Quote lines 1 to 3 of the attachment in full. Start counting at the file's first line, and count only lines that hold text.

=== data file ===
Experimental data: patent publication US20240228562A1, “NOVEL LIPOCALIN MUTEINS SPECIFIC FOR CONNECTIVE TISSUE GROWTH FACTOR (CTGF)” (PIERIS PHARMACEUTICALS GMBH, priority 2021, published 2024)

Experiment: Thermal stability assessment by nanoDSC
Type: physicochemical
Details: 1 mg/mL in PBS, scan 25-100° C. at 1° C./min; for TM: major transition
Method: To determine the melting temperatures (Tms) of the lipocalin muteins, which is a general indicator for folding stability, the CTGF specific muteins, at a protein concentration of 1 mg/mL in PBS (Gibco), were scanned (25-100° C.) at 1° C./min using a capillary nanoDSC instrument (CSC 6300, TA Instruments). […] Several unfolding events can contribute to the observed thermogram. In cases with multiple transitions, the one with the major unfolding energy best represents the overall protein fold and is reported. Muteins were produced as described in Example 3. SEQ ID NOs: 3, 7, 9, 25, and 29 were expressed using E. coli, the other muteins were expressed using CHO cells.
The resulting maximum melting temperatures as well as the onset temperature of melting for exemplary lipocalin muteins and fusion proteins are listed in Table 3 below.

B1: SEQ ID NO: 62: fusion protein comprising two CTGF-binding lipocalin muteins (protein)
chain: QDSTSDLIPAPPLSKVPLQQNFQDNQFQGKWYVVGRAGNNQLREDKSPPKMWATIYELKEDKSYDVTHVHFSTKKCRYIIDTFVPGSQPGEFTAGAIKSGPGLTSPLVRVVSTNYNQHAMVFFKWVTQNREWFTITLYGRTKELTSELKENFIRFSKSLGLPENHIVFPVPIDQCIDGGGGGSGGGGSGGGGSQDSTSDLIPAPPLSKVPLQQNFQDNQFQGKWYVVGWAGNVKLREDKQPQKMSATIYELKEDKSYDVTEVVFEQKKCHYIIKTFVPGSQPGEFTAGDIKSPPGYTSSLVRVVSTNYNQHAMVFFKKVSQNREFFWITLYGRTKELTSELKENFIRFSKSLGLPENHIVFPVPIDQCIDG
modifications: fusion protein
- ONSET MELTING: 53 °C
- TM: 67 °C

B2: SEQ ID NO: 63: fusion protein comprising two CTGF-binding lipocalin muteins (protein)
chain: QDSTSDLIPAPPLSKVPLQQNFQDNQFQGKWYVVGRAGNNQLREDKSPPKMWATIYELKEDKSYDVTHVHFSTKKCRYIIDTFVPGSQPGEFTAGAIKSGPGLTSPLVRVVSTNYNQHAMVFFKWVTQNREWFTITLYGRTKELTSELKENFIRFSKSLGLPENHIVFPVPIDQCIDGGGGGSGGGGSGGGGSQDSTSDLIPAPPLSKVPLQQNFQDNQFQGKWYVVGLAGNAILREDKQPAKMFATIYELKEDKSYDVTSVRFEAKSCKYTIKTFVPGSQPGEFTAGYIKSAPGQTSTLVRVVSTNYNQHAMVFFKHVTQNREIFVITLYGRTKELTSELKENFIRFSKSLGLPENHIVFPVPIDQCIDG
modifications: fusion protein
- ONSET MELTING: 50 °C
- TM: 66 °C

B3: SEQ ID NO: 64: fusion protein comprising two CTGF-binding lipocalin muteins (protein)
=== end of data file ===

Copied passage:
Experimental data: patent publication US20240228562A1, “NOVEL LIPOCALIN MUTEINS SPECIFIC FOR CONNECTIVE TISSUE GROWTH FACTOR (CTGF)” (PIERIS PHARMACEUTICALS GMBH, priority 2021, published 2024)

Experiment: Thermal stability assessment by nanoDSC
Type: physicochemical